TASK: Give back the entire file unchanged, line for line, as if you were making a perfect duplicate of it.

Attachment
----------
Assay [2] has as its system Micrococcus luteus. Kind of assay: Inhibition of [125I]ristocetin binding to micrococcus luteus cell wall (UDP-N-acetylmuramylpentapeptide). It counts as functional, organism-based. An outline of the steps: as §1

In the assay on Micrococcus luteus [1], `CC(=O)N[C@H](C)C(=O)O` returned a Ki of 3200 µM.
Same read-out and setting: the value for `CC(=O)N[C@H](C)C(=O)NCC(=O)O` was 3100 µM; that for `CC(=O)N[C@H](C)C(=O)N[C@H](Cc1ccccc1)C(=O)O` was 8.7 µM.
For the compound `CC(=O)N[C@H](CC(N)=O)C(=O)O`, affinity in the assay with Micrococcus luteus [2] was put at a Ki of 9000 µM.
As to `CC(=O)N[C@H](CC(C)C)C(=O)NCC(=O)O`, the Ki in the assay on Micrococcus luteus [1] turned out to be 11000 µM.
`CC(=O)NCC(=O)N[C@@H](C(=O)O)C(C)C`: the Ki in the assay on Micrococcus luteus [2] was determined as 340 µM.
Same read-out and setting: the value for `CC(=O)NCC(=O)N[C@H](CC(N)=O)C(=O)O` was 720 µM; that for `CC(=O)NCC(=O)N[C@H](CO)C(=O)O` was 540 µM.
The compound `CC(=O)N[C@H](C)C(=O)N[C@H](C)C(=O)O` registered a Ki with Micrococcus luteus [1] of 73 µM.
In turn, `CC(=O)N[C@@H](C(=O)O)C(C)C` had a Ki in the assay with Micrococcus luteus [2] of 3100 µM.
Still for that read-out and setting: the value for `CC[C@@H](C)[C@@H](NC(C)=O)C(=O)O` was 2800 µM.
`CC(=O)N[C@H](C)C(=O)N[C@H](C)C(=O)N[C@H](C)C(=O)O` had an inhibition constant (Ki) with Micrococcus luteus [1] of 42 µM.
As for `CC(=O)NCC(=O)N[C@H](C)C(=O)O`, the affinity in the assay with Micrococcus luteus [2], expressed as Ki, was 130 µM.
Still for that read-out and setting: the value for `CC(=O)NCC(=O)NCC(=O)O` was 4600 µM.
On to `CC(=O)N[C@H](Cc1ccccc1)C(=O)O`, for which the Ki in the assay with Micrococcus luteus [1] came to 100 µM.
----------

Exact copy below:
Assay [2] has as its system Micrococcus luteus. Kind of assay: Inhibition of [125I]ristocetin binding to micrococcus luteus cell wall (UDP-N-acetylmuramylpentapeptide). It counts as functional, organism-based. An outline of the steps: as §1

In the assay on Micrococcus luteus [1], `CC(=O)N[C@H](C)C(=O)O` returned a Ki of 3200 µM.
Same read-out and setting: the value for `CC(=O)N[C@H](C)C(=O)NCC(=O)O` was 3100 µM; that for `CC(=O)N[C@H](C)C(=O)N[C@H](Cc1ccccc1)C(=O)O` was 8.7 µM.
For the compound `CC(=O)N[C@H](CC(N)=O)C(=O)O`, affinity in the assay with Micrococcus luteus [2] was put at a Ki of 9000 µM.
As to `CC(=O)N[C@H](CC(C)C)C(=O)NCC(=O)O`, the Ki in the assay on Micrococcus luteus [1] turned out to be 11000 µM.
`CC(=O)NCC(=O)N[C@@H](C(=O)O)C(C)C`: the Ki in the assay on Micrococcus luteus [2] was determined as 340 µM.
Same read-out and setting: the value for `CC(=O)NCC(=O)N[C@H](CC(N)=O)C(=O)O` was 720 µM; that for `CC(=O)NCC(=O)N[C@H](CO)C(=O)O` was 540 µM.
The compound `CC(=O)N[C@H](C)C(=O)N[C@H](C)C(=O)O` registered a Ki with Micrococcus luteus [1] of 73 µM.
In turn, `CC(=O)N[C@@H](C(=O)O)C(C)C` had a Ki in the assay with Micrococcus luteus [2] of 3100 µM.
Still for that read-out and setting: the value for `CC[C@@H](C)[C@@H](NC(C)=O)C(=O)O` was 2800 µM.
`CC(=O)N[C@H](C)C(=O)N[C@H](C)C(=O)N[C@H](C)C(=O)O` had an inhibition constant (Ki) with Micrococcus luteus [1] of 42 µM.
As for `CC(=O)NCC(=O)N[C@H](C)C(=O)O`, the affinity in the assay with Micrococcus luteus [2], expressed as Ki, was 130 µM.
Still for that read-out and setting: the value for `CC(=O)NCC(=O)NCC(=O)O` was 4600 µM.
On to `CC(=O)N[C@H](Cc1ccccc1)C(=O)O`, for which the Ki in the assay with Micrococcus luteus [1] came to 100 µM.